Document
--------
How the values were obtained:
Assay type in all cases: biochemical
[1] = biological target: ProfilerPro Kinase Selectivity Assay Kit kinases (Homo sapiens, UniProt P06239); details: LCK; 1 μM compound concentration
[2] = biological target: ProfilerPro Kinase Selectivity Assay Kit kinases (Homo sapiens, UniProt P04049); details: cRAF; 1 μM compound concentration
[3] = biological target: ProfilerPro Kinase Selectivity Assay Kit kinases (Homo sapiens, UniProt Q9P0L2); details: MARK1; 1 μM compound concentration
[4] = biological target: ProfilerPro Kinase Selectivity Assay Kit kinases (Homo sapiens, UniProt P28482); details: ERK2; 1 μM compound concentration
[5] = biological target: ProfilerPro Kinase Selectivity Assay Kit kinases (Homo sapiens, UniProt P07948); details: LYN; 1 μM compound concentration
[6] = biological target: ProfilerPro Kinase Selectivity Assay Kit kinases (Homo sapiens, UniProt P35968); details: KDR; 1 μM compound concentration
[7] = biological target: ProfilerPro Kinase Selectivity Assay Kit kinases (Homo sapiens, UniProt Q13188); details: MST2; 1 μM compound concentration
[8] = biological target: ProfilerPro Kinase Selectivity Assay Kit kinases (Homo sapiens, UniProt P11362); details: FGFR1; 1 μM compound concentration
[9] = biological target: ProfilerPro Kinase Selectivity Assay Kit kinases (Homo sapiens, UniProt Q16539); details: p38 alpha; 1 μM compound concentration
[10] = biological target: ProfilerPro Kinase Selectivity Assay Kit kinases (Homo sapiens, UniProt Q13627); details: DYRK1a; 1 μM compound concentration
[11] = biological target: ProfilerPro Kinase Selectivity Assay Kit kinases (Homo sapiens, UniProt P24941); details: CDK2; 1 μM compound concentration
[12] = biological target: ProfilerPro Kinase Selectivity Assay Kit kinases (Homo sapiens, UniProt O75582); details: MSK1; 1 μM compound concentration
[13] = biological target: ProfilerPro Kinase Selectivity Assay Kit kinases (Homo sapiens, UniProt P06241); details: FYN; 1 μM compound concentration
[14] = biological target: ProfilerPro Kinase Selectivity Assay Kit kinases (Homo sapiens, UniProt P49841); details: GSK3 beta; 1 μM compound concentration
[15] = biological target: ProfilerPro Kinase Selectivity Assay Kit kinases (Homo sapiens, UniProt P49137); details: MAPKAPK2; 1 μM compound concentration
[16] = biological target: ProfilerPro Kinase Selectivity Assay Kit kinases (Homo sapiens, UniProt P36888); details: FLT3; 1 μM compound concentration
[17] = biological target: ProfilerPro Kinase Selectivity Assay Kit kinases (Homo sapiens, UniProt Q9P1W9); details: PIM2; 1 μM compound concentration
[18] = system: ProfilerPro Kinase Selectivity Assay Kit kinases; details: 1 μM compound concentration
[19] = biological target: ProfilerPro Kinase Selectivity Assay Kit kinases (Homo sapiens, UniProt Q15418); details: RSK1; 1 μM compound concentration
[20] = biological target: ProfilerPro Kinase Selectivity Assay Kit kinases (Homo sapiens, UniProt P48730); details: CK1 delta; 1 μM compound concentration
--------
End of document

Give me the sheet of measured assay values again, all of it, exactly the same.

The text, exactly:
How the values were obtained:
Assay type in all cases: biochemical
[1] = biological target: ProfilerPro Kinase Selectivity Assay Kit kinases (Homo sapiens, UniProt P06239); details: LCK; 1 μM compound concentration
[2] = biological target: ProfilerPro Kinase Selectivity Assay Kit kinases (Homo sapiens, UniProt P04049); details: cRAF; 1 μM compound concentration
[3] = biological target: ProfilerPro Kinase Selectivity Assay Kit kinases (Homo sapiens, UniProt Q9P0L2); details: MARK1; 1 μM compound concentration
[4] = biological target: ProfilerPro Kinase Selectivity Assay Kit kinases (Homo sapiens, UniProt P28482); details: ERK2; 1 μM compound concentration
[5] = biological target: ProfilerPro Kinase Selectivity Assay Kit kinases (Homo sapiens, UniProt P07948); details: LYN; 1 μM compound concentration
[6] = biological target: ProfilerPro Kinase Selectivity Assay Kit kinases (Homo sapiens, UniProt P35968); details: KDR; 1 μM compound concentration
[7] = biological target: ProfilerPro Kinase Selectivity Assay Kit kinases (Homo sapiens, UniProt Q13188); details: MST2; 1 μM compound concentration
[8] = biological target: ProfilerPro Kinase Selectivity Assay Kit kinases (Homo sapiens, UniProt P11362); details: FGFR1; 1 μM compound concentration
[9] = biological target: ProfilerPro Kinase Selectivity Assay Kit kinases (Homo sapiens, UniProt Q16539); details: p38 alpha; 1 μM compound concentration
[10] = biological target: ProfilerPro Kinase Selectivity Assay Kit kinases (Homo sapiens, UniProt Q13627); details: DYRK1a; 1 μM compound concentration
[11] = biological target: ProfilerPro Kinase Selectivity Assay Kit kinases (Homo sapiens, UniProt P24941); details: CDK2; 1 μM compound concentration
[12] = biological target: ProfilerPro Kinase Selectivity Assay Kit kinases (Homo sapiens, UniProt O75582); details: MSK1; 1 μM compound concentration
[13] = biological target: ProfilerPro Kinase Selectivity Assay Kit kinases (Homo sapiens, UniProt P06241); details: FYN; 1 μM compound concentration
[14] = biological target: ProfilerPro Kinase Selectivity Assay Kit kinases (Homo sapiens, UniProt P49841); details: GSK3 beta; 1 μM compound concentration
[15] = biological target: ProfilerPro Kinase Selectivity Assay Kit kinases (Homo sapiens, UniProt P49137); details: MAPKAPK2; 1 μM compound concentration
[16] = biological target: ProfilerPro Kinase Selectivity Assay Kit kinases (Homo sapiens, UniProt P36888); details: FLT3; 1 μM compound concentration
[17] = biological target: ProfilerPro Kinase Selectivity Assay Kit kinases (Homo sapiens, UniProt Q9P1W9); details: PIM2; 1 μM compound concentration
[18] = system: ProfilerPro Kinase Selectivity Assay Kit kinases; details: 1 μM compound concentration
[19] = biological target: ProfilerPro Kinase Selectivity Assay Kit kinases (Homo sapiens, UniProt Q15418); details: RSK1; 1 μM compound concentration
[20] = biological target: ProfilerPro Kinase Selectivity Assay Kit kinases (Homo sapiens, UniProt P48730); details: CK1 delta; 1 μM compound concentration